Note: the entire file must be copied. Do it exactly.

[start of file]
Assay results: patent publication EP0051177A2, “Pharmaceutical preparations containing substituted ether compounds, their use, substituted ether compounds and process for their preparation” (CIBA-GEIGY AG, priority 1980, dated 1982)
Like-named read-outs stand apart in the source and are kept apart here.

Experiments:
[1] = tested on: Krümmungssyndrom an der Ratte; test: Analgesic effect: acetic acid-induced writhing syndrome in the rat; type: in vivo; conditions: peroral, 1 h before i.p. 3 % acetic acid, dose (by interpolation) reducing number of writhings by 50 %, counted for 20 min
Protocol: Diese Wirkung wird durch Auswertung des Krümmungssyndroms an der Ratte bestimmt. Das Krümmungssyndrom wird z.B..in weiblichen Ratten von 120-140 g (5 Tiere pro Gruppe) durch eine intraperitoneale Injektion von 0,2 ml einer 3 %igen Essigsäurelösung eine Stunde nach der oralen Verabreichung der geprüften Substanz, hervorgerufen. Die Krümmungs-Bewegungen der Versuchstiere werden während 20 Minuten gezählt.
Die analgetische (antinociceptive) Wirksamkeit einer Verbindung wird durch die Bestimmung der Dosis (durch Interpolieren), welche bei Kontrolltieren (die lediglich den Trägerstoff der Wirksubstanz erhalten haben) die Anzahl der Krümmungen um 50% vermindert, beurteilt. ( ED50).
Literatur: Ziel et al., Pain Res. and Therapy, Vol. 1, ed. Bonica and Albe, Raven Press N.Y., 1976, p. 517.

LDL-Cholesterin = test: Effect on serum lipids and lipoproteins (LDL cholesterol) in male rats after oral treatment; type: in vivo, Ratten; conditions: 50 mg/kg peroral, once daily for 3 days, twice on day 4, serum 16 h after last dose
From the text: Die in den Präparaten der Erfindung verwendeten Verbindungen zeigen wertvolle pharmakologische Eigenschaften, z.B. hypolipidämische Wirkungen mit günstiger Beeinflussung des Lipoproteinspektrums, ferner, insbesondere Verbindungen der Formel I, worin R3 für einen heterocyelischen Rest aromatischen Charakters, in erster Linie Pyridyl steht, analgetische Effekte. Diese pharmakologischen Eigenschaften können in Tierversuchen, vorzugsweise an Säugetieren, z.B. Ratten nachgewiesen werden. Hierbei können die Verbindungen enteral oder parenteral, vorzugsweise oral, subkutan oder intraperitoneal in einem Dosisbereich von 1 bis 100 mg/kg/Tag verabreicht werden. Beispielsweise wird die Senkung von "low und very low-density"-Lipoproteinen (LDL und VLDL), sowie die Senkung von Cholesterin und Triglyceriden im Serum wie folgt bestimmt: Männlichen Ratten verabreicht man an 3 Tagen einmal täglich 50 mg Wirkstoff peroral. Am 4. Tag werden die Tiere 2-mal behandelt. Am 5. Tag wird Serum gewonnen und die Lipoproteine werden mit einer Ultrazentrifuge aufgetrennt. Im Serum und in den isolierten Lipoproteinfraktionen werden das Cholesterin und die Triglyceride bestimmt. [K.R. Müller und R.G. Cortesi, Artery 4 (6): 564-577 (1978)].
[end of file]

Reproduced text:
Assay results: patent publication EP0051177A2, “Pharmaceutical preparations containing substituted ether compounds, their use, substituted ether compounds and process for their preparation” (CIBA-GEIGY AG, priority 1980, dated 1982)
Like-named read-outs stand apart in the source and are kept apart here.

Experiments:
[1] = tested on: Krümmungssyndrom an der Ratte; test: Analgesic effect: acetic acid-induced writhing syndrome in the rat; type: in vivo; conditions: peroral, 1 h before i.p. 3 % acetic acid, dose (by interpolation) reducing number of writhings by 50 %, counted for 20 min
Protocol: Diese Wirkung wird durch Auswertung des Krümmungssyndroms an der Ratte bestimmt. Das Krümmungssyndrom wird z.B..in weiblichen Ratten von 120-140 g (5 Tiere pro Gruppe) durch eine intraperitoneale Injektion von 0,2 ml einer 3 %igen Essigsäurelösung eine Stunde nach der oralen Verabreichung der geprüften Substanz, hervorgerufen. Die Krümmungs-Bewegungen der Versuchstiere werden während 20 Minuten gezählt.
Die analgetische (antinociceptive) Wirksamkeit einer Verbindung wird durch die Bestimmung der Dosis (durch Interpolieren), welche bei Kontrolltieren (die lediglich den Trägerstoff der Wirksubstanz erhalten haben) die Anzahl der Krümmungen um 50% vermindert, beurteilt. ( ED50).
Literatur: Ziel et al., Pain Res. and Therapy, Vol. 1, ed. Bonica and Albe, Raven Press N.Y., 1976, p. 517.

LDL-Cholesterin = test: Effect on serum lipids and lipoproteins (LDL cholesterol) in male rats after oral treatment; type: in vivo, Ratten; conditions: 50 mg/kg peroral, once daily for 3 days, twice on day 4, serum 16 h after last dose
From the text: Die in den Präparaten der Erfindung verwendeten Verbindungen zeigen wertvolle pharmakologische Eigenschaften, z.B. hypolipidämische Wirkungen mit günstiger Beeinflussung des Lipoproteinspektrums, ferner, insbesondere Verbindungen der Formel I, worin R3 für einen heterocyelischen Rest aromatischen Charakters, in erster Linie Pyridyl steht, analgetische Effekte. Diese pharmakologischen Eigenschaften können in Tierversuchen, vorzugsweise an Säugetieren, z.B. Ratten nachgewiesen werden. Hierbei können die Verbindungen enteral oder parenteral, vorzugsweise oral, subkutan oder intraperitoneal in einem Dosisbereich von 1 bis 100 mg/kg/Tag verabreicht werden. Beispielsweise wird die Senkung von "low und very low-density"-Lipoproteinen (LDL und VLDL), sowie die Senkung von Cholesterin und Triglyceriden im Serum wie folgt bestimmt: Männlichen Ratten verabreicht man an 3 Tagen einmal täglich 50 mg Wirkstoff peroral. Am 4. Tag werden die Tiere 2-mal behandelt. Am 5. Tag wird Serum gewonnen und die Lipoproteine werden mit einer Ultrazentrifuge aufgetrennt. Im Serum und in den isolierten Lipoproteinfraktionen werden das Cholesterin und die Triglyceride bestimmt. [K.R. Müller und R.G. Cortesi, Artery 4 (6): 564-577 (1978)].